Volume 3, Issue 48
This photography, taken prior to 1915, shows the main office located within the administration building of the Western House of Refuge (now the Albion Correctional Facility). Miss Alice E. Curtin, the superintendent, stands in the center of the room shaking the hand of a young woman who is preparing to depart the facility on parole. Standing near the door is Miss Katherine Capitola Grinnell, the institution’s parole officer, who is prepared to escort the young woman to the railroad depot.
Miss Curtin ran a conservative operation at the House of Refuge as the institution was intended to rehabilitate young women who failed or refused to adhere to the strict gender norms of the time. The 1914 annual report for the Western House of Refuge shows that the inmate population totaled 238 women at the conclusion of the fiscal year with an annual average of 229 inmates; the facility’s capacity was rated at 215.… More
Volume 3, Issue 47
Following the passing of New York’s amendment that extended voting rights to women in 1917, the subsequent election involving the question of whether Albion would remain a “wet” or “dry” town was decided by the female vote. Although the vote was later deemed invalid, the local temperance organizations mobilized a sufficient number of new voters to end the sale of alcohol in Orleans County, even if only for a brief moment.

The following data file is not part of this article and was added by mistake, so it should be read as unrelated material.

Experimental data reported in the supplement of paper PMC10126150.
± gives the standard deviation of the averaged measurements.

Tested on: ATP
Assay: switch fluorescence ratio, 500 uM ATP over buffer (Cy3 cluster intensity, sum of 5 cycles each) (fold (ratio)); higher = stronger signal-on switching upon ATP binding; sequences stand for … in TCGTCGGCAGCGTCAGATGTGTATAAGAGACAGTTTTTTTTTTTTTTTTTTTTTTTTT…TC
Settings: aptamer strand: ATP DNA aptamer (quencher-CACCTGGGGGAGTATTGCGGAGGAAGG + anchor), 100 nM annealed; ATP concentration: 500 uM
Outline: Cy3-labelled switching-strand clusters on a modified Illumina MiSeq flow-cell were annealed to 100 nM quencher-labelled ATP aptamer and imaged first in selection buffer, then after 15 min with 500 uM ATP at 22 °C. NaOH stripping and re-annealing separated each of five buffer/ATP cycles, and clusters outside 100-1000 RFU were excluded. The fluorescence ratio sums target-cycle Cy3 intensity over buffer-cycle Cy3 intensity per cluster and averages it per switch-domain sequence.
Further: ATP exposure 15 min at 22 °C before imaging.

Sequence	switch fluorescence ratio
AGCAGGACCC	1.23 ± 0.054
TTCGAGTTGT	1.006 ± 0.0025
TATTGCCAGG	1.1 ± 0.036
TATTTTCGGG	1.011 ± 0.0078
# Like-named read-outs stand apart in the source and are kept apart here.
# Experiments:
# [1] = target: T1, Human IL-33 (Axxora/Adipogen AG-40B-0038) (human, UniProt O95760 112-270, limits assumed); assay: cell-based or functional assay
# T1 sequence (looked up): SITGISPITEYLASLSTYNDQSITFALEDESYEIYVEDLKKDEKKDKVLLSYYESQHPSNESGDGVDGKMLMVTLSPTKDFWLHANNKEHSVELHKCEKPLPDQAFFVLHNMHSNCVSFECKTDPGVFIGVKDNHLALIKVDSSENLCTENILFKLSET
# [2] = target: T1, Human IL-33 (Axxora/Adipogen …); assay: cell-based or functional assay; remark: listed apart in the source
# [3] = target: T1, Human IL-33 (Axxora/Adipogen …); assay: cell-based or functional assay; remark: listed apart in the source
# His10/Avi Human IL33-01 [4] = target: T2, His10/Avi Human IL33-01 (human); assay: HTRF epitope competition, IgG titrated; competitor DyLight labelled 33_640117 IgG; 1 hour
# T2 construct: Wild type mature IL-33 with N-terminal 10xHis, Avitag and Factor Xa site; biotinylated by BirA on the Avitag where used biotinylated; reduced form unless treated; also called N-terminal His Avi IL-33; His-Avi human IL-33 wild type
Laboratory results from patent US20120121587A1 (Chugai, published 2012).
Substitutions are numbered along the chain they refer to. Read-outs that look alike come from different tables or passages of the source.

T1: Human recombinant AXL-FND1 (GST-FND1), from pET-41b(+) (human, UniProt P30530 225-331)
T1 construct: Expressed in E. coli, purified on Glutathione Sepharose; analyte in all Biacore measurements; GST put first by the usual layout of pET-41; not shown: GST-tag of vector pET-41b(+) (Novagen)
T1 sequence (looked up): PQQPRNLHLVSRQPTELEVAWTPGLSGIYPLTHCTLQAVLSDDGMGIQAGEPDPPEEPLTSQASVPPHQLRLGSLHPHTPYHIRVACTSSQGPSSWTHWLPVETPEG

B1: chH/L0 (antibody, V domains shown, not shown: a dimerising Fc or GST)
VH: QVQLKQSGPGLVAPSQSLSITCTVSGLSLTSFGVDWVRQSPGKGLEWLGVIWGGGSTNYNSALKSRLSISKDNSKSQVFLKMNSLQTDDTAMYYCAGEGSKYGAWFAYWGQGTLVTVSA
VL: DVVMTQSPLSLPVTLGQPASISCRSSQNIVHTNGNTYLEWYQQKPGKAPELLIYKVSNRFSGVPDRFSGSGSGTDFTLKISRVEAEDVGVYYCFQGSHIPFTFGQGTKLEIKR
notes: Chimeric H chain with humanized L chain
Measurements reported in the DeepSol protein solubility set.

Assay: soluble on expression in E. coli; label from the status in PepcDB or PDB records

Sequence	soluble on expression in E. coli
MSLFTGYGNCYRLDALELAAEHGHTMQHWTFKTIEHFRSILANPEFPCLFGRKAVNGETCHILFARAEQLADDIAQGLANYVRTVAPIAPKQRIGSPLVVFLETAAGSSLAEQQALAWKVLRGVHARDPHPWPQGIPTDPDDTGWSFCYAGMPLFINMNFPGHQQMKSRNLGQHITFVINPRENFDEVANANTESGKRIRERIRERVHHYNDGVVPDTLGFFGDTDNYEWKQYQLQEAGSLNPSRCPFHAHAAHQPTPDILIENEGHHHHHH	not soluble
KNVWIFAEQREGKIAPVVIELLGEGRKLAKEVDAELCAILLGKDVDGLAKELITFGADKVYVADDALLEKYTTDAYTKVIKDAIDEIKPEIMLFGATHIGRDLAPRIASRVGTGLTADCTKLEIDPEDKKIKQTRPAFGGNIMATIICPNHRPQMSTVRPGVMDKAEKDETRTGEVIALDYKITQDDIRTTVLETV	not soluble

This Thomas Nast cartoon appeared in Harper’s Weekly on March 21, 1874 and depicted the debaucheries commonly associated with the saloon. A man of the middle-class accepts a drink of rum from the bartender who is depicted as death. The man’s young daughter pleads for her father to come home while his son looks on with concern and a man lays to the right, passed out in the corner of the room. In the distance is the man’s home and his wife, dressed in black, weeps behind her children.… More
Volume 3, Issue 46
On November 6, 1917, half way across the world, the October Uprising was in full swing as the Bolsheviks led a revolution against the Tsarist government of Russia. In the United States, New York voters decided that it was time to extend suffrage to women.